FALLON: Well, I think that those words matter less than, for instance, the fact that we have earned the endorsement in the last couple weeks of President Obama, Vice President Biden. We're going to be campaigning with Senator Warren next Monday.
So, I think you're seeing all kinds of signs of the party coalescing around Hillary Clinton as the nominee of this party. Meanwhile, you have divisions remaining on the Republican side. You have some of the people that have come out and endorsed Donald Trump now regretting that, Paul Ryan comes to mind. So, I think the Democratic Party is going to have no problem uniting by the time of the convention and the Republicans continue to be in disarry.
BOLDUAN: Brian, do you take this as an endorsement, what Bernie Sanders said this morning?
FALLON: Bernie Sanders is going to have to characterize his own words for himself. So I'll let him speak for himself. We're happy with the progress we're making in uniting the party and I think there will be no problem with going into the convention with a very unified party behind Hillary Clinton.
BOLDUAN: OK. Brian Fallon, thank you so much. Thanks for your time.
FALLON: Thanks for having me.
BOLDUAN: Of course.
We're going to give you a live look. We've been tracking it, a live look at the Dow, 464 points down right now. What does it mean for your 401(k)? We'll put it in perspective. We'll get another live update from the New York Stock Exchange. That is coming up.
But also this, Donald Trump says the United Kingdom today reclaimed control over its borders and the economy. Could the vote across the pond help his message here at home? The political implications. A lot of people have an opinion on that. That's next.
[11:43:08] BOLDUAN: Two hours into the trading day on Wall Street. The market reacting to Britain's decision to leave the European Union.
Alison Kosik is there, has been there all morning for us in the New York Stock Exchange with the very latest.
Alison, what are you seeing right now?
ALISON KOSIK, CNN MONEY BUSINESS CORRESPONDENT: We are, Kate, seeing the losses accelerate and the losses are sticking with the Dow down 465 points. Still a little better than it was earlier. We did see the Dow down as much as 539 points.
But we still continue to see that flight to safety, to those considered to be safe haven investments like gold and U.S. treasuries. We are seeing yields really fall, and that could wind up affecting interest rates in a big way, especially if you carry a mortgage. It means your mortgage rate could go down. That's good news if you're looking to finance or refinance your home.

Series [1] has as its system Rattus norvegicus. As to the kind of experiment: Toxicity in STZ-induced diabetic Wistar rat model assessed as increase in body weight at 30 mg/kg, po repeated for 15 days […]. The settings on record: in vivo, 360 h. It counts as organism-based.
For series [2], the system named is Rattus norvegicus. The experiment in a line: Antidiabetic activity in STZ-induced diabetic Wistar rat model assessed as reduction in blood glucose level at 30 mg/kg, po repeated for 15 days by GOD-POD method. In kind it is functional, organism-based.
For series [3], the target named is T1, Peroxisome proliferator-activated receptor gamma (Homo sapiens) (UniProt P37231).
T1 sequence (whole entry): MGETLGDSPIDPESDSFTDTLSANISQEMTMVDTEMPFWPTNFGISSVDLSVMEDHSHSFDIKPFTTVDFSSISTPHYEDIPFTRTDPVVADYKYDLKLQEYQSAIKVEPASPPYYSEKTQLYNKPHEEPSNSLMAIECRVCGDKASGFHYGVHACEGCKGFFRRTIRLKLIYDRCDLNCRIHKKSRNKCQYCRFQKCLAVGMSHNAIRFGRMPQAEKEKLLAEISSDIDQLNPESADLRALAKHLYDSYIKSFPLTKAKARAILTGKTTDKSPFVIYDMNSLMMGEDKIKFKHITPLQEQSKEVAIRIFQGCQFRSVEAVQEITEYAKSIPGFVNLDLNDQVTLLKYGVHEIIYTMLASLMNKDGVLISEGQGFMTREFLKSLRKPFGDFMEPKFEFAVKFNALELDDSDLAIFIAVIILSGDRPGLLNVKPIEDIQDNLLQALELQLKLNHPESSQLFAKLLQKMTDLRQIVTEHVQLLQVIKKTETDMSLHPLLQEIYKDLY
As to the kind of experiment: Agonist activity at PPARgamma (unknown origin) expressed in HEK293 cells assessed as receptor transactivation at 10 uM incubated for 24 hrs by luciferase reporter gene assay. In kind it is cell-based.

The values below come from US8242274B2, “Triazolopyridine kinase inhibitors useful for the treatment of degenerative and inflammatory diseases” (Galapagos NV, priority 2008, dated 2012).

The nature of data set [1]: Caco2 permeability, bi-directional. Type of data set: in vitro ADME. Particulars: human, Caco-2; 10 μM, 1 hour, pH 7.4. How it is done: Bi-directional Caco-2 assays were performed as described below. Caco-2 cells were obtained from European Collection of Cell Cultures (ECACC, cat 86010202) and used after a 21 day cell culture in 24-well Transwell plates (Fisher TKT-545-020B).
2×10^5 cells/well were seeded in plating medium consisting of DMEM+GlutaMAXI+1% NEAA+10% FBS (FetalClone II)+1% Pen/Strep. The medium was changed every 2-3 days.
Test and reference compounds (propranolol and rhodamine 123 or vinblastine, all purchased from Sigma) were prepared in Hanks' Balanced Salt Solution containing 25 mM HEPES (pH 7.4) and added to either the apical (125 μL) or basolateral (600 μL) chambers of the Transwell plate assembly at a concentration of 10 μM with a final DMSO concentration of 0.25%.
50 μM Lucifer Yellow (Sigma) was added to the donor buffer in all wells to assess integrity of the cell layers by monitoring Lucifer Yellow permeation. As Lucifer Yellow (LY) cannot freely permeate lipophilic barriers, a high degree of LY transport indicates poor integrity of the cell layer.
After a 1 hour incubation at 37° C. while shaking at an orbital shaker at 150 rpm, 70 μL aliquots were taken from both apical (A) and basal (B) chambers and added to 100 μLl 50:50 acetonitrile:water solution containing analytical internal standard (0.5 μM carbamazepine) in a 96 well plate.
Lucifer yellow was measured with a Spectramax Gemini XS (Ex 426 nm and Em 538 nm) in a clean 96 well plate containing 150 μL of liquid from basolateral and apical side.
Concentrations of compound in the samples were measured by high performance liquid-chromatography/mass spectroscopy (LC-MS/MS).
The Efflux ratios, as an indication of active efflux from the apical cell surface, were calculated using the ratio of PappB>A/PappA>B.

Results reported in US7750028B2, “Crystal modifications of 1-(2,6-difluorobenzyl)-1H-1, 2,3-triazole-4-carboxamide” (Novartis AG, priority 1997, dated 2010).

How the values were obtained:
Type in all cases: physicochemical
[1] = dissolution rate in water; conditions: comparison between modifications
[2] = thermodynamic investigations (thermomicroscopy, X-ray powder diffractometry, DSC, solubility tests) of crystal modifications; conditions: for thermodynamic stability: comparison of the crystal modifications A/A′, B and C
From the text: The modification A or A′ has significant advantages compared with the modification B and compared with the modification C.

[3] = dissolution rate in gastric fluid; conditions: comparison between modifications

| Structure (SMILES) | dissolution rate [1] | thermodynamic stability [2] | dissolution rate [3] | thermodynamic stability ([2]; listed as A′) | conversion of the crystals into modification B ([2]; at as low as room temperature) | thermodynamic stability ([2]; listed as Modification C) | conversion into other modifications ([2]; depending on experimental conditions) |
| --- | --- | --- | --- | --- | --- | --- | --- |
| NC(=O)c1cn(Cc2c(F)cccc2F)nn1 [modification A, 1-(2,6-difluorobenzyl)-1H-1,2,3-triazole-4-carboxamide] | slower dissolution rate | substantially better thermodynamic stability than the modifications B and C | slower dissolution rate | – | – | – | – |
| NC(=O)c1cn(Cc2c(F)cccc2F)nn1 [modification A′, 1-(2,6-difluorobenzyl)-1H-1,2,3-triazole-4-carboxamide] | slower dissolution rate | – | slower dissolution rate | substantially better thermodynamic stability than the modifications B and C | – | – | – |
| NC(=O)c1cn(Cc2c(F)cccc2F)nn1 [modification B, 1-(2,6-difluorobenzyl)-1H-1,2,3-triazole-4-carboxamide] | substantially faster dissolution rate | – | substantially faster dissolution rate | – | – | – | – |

Also, one other good bit to this to give you a little bit of a bright spot on this Red Friday or this black Friday as you can call it, oil prices down 4 percent. That could translate to the gas station as well -- Kate.
BOLDUAN: Watching it closely. Alison, thanks for that update. We're keeping a close eye on that. It will be a volatile day ahead, maybe a couple of days ahead.
Let's bring back our conversation, though, to talk about not only the global economic impact but the politics of it now. Rana Foroohar is back with us. Steve Elmendorf is back with us. Also joining me now, CNN political commentator and Trump supporter Kayleigh McEnany, and Republican consultant Brett O'Donnell.
Bret, important to note for this conversation, did consulting work for the vote leave campaign in the U.K.
Guys, great to see you once again.
Brett, Hillary Clinton's campaign did not agree with me when I posed this to them just a short time ago. I will ask you though. Is the U.K. having a Donald Trump moment?
BRETT O'DONNELL, CONSULTANT, UK'S "LEAVE" CAMPAIGN: Well, in some respects. People in Britain were very frustrated with immigration and the loss of control of their borders. They face a situation where there's free movement amongst 28 nations, the prospect of five others joining and the overstretch of their public services left them in a situation where they believed immigration was a huge problem facing the country.
[11:45:08] So, in that respect, immigration being important was certainly a driving issue in the race.
BOLDUAN: One of the things that Donald Trump in his remarks today, Rana, he said that immigration was a key part about this, maybe the driving part behind this vote. When you look at Brexit from your perspective, how much of it was immigration and anti-immigration sentiment and how much of it was economics?
RANA FOROOHAR, CNN GLOBAL ECONOMIC ANALYST: You know, certainly, a big part of it is immigration, but immigration is really part of the whole process of globalization. If you think about what globalization is, it's the free movement of people, capital, and labor across borders, and I think that what voters were saying is that their questioning this. They're questioning the economic benefits of it.
I think that there is sometimes a nationalistic, xenophobic part of that, but there are also legitimate reasons that one might want to control migration. Unfortunately, I think that the real legitimate economic debate got lost in a lot of the anger, you know, which, of course, culminated in the murder of an MP in the U.K.
BOLDUAN: You know, in reacting to this, Donald Trump is in Scotland -- an unconventional candidate with an unconventional first overseas trip itinerary and an unconventional then response after this historic vote. He spent the first ten, maybe just short of 15 minutes promoting his golf course. As I was listening to him, he's talking about an entirely new sprinkler system and how great the suites are and everyone should see the suites at the Turnberry resorts.
The world was watching. I don't think that's an overstatement. Here and abroad we're watching to see how Donald Trump is going to react to this. That's how he spends a big chunk of that conversation as he takes to the microphone. Is that how you would have advised him to take it on, Kayleigh?